For the first time in almost 150 years, Parade College’s next Principal is a layperson – the Old Paradian Andy Kuppe, a final year student of the class of ’83.
Andy, currently the Acting Principal, is to formally replace Parade’s longest-serving Principal Dr Denis Moore (1967), who for the past quarter of a century oversaw the seismic development of the Bundoora Campus and the emergence of its counterpart at Preston.
News of Andy’s appointment (effective January 2020) was conveyed to all teachers and staff on Thursday. On Friday, at this historic moment in time, the man took a moment to articulate his thoughts.
“I’m stoked. It’s my dream job,” Andy said.
“It’s been really humbling, the amount of emails and text messages of support from people, and it’s why the reach of the place and the standing of the place in the community never ceases to amaze me.
“It’s such an honour to be Principal of Parade, particularly when I think of the great men who were here - Denis Moore chief amongst them - and Brian Bond and John Wright who have been large in my life too.
“To then think back to Ambrose Treacy and the other great men of his ilk, you do feel unworthy in their company. To be able to live up to that standard, which is not a low standard, is incredibly motivating in a sense although if you thought about it too deeply you’d never get out of bed!”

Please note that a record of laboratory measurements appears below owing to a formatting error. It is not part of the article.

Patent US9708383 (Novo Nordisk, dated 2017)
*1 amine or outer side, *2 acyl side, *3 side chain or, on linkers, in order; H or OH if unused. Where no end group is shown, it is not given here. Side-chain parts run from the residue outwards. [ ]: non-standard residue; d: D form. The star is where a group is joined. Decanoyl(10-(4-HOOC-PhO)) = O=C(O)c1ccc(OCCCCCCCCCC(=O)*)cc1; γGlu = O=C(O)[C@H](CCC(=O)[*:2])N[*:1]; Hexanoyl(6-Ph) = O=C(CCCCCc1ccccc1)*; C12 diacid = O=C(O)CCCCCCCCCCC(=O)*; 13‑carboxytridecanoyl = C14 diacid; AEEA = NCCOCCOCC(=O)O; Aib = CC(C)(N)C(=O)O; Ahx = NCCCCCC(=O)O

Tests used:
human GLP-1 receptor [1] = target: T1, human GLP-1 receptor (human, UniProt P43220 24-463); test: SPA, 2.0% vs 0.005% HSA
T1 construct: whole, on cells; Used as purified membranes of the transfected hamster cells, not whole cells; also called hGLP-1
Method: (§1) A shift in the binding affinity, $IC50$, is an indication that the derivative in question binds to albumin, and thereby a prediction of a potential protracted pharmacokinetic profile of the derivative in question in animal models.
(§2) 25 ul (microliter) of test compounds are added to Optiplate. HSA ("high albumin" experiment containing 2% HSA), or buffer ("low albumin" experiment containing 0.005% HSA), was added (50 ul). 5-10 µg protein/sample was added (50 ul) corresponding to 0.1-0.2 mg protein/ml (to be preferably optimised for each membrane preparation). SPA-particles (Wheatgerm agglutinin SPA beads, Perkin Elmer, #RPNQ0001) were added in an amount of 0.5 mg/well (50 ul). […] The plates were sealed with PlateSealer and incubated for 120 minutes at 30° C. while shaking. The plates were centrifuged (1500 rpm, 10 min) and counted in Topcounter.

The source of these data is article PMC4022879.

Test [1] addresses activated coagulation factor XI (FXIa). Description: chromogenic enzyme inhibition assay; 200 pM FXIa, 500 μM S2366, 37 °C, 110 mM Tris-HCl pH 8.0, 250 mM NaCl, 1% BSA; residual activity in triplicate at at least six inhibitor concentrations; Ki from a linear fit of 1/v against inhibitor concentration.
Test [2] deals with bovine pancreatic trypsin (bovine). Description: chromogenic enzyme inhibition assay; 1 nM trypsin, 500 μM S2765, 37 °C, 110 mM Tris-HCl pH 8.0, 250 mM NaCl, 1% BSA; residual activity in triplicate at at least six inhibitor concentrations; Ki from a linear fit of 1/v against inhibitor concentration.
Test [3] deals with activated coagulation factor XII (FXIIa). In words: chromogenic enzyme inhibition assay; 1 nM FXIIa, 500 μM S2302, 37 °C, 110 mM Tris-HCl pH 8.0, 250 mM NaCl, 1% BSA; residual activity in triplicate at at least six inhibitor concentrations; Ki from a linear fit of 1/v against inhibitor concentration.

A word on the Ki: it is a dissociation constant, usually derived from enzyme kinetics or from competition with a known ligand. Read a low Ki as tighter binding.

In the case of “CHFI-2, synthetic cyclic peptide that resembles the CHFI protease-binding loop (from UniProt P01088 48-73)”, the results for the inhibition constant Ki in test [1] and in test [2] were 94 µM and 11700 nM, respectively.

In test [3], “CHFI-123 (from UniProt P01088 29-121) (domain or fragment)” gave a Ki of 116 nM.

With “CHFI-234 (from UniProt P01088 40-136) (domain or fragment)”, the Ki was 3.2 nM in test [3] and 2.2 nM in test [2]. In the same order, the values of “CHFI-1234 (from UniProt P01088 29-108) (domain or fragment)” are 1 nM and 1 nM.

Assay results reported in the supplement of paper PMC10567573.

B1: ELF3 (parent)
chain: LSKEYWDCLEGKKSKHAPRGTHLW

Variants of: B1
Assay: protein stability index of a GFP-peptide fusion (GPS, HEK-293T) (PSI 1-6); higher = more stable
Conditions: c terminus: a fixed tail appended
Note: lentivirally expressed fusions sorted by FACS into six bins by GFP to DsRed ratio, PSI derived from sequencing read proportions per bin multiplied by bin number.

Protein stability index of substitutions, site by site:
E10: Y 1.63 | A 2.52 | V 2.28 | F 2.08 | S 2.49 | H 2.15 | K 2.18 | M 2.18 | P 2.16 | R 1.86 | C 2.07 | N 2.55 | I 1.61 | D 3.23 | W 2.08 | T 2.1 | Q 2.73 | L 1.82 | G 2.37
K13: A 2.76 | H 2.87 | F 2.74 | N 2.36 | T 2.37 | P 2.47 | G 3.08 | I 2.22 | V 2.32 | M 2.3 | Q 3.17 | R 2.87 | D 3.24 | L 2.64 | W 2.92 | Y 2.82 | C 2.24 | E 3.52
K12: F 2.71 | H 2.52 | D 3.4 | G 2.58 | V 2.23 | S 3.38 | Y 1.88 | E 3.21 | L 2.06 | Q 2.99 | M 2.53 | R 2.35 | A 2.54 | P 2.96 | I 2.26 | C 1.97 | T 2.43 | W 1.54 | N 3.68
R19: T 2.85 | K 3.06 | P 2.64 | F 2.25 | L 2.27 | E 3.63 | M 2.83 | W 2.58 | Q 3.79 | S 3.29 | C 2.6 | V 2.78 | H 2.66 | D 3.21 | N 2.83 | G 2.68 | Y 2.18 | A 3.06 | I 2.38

Mindful of his unique place in time given that the 28 Principals before him were all Christian Brothers, Andy acknowledged that his appointment essentially reflected the wider movement in the Church, that laypeople were now being identified for such roles in leadership.
And as he duly observed: “The challenge for places like Parade and Edmund Rice schools generally is that women need to increasingly take on such roles too . . . perhaps me being a layman is the first step in an even wider push that needs to happen”.
Admitting to some form of amusement in being reminded he’ll be the first lay Principal of Parade (as he says, “what have I been doing for the past nine months?”), Andy reminded that having already been in the chair for that period “the sky hasn’t fallen in”.
“I know that people make assumptions about the Catholic identity of the place when there’s a Christian Brother here and they just think that through osmosis the identity is looked after, but I know I’ll have to be more intentional about that than Brother Denis,” Andy said.
“In saying that, all of the parents here are laypeople, all of the teachers are laypeople and all of the staff are laypeople, so it makes sense that the Principal is also a layperson – which doesn’t detract in any way from the manner in which Brother Denis has led this place so ably in his role as a Christian Brother.
“That’s the great gift that the Christian Brothers have offered the schools they started - that they freely, generously and prophetically loved the schools so much that they let them go, which is an amazing act of generosity . . .